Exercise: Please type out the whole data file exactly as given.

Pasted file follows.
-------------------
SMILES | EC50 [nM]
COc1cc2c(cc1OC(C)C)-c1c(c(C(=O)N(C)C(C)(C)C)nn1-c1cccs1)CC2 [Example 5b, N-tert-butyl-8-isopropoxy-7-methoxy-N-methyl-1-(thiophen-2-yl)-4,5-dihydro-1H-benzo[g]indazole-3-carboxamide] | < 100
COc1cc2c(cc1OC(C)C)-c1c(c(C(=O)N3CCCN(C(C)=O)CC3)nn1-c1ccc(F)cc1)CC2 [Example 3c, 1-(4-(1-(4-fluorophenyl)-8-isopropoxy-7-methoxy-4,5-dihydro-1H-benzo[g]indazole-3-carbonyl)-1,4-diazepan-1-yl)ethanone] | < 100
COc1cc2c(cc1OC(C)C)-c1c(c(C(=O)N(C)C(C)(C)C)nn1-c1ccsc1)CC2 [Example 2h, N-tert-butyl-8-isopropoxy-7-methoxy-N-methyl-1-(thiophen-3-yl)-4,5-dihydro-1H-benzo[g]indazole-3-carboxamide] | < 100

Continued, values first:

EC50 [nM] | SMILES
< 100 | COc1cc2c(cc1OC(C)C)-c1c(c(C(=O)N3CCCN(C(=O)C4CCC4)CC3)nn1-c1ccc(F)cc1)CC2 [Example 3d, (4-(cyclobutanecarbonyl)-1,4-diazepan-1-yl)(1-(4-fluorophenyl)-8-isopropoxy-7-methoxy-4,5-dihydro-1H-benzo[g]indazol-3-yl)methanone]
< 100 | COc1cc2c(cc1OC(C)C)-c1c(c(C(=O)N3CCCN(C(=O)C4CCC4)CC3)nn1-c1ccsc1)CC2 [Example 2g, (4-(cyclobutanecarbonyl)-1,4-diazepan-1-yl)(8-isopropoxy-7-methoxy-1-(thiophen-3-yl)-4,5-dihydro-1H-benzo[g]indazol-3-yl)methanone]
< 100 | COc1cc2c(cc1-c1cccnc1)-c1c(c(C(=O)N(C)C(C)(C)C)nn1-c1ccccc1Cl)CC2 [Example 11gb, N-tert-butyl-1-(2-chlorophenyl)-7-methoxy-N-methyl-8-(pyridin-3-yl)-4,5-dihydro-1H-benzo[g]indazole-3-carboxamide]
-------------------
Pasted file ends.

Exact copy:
SMILES | EC50 [nM]
COc1cc2c(cc1OC(C)C)-c1c(c(C(=O)N(C)C(C)(C)C)nn1-c1cccs1)CC2 [Example 5b, N-tert-butyl-8-isopropoxy-7-methoxy-N-methyl-1-(thiophen-2-yl)-4,5-dihydro-1H-benzo[g]indazole-3-carboxamide] | < 100
COc1cc2c(cc1OC(C)C)-c1c(c(C(=O)N3CCCN(C(C)=O)CC3)nn1-c1ccc(F)cc1)CC2 [Example 3c, 1-(4-(1-(4-fluorophenyl)-8-isopropoxy-7-methoxy-4,5-dihydro-1H-benzo[g]indazole-3-carbonyl)-1,4-diazepan-1-yl)ethanone] | < 100
COc1cc2c(cc1OC(C)C)-c1c(c(C(=O)N(C)C(C)(C)C)nn1-c1ccsc1)CC2 [Example 2h, N-tert-butyl-8-isopropoxy-7-methoxy-N-methyl-1-(thiophen-3-yl)-4,5-dihydro-1H-benzo[g]indazole-3-carboxamide] | < 100

Continued, values first:

EC50 [nM] | SMILES
< 100 | COc1cc2c(cc1OC(C)C)-c1c(c(C(=O)N3CCCN(C(=O)C4CCC4)CC3)nn1-c1ccc(F)cc1)CC2 [Example 3d, (4-(cyclobutanecarbonyl)-1,4-diazepan-1-yl)(1-(4-fluorophenyl)-8-isopropoxy-7-methoxy-4,5-dihydro-1H-benzo[g]indazol-3-yl)methanone]
< 100 | COc1cc2c(cc1OC(C)C)-c1c(c(C(=O)N3CCCN(C(=O)C4CCC4)CC3)nn1-c1ccsc1)CC2 [Example 2g, (4-(cyclobutanecarbonyl)-1,4-diazepan-1-yl)(8-isopropoxy-7-methoxy-1-(thiophen-3-yl)-4,5-dihydro-1H-benzo[g]indazol-3-yl)methanone]
< 100 | COc1cc2c(cc1-c1cccnc1)-c1c(c(C(=O)N(C)C(C)(C)C)nn1-c1ccccc1Cl)CC2 [Example 11gb, N-tert-butyl-1-(2-chlorophenyl)-7-methoxy-N-methyl-8-(pyridin-3-yl)-4,5-dihydro-1H-benzo[g]indazole-3-carboxamide]